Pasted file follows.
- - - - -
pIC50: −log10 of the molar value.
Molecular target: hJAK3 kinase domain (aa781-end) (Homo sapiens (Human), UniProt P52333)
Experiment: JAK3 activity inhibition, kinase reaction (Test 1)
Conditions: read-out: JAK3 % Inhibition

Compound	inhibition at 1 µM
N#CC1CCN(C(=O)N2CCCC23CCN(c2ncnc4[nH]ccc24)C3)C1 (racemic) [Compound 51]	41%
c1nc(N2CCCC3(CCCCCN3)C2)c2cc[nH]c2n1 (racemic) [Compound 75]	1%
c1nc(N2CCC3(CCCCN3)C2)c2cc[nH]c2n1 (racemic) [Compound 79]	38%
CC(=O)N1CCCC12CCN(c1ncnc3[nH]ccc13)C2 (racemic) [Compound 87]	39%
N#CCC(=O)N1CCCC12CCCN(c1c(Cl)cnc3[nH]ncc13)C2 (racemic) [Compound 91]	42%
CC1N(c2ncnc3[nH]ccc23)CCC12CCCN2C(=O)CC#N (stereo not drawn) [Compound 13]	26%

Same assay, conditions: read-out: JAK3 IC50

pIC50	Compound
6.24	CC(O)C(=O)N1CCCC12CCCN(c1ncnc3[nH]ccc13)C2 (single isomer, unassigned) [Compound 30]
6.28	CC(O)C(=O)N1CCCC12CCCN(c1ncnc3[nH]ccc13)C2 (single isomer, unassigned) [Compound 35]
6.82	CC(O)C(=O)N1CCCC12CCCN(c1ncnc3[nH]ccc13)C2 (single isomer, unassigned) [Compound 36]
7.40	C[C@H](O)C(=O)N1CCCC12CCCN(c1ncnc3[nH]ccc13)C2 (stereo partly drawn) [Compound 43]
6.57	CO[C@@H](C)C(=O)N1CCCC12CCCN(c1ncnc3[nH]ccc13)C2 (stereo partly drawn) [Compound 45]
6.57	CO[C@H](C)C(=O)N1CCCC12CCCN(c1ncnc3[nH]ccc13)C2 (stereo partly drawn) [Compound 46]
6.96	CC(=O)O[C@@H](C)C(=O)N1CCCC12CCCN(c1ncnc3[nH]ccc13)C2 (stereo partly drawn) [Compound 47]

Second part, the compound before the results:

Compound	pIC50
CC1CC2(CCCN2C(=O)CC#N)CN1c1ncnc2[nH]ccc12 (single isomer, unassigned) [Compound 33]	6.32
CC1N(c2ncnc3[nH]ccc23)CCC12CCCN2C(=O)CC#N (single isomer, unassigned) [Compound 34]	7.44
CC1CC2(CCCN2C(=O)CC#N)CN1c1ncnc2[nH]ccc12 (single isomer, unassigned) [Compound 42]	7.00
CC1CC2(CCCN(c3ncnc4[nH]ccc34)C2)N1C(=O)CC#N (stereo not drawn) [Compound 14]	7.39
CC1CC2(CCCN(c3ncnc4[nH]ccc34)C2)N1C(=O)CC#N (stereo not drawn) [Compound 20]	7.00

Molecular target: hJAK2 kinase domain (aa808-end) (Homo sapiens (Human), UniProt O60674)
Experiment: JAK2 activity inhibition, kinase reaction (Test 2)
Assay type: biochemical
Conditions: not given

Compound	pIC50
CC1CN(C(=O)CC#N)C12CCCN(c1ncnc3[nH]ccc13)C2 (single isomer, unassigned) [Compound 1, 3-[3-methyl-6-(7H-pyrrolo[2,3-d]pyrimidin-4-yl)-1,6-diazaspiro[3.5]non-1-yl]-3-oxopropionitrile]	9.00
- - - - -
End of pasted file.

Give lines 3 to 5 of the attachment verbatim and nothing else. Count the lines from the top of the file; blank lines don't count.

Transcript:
Experiment: JAK3 activity inhibition, kinase reaction (Test 1)
Conditions: read-out: JAK3 % Inhibition

Compound	inhibition at 1 µM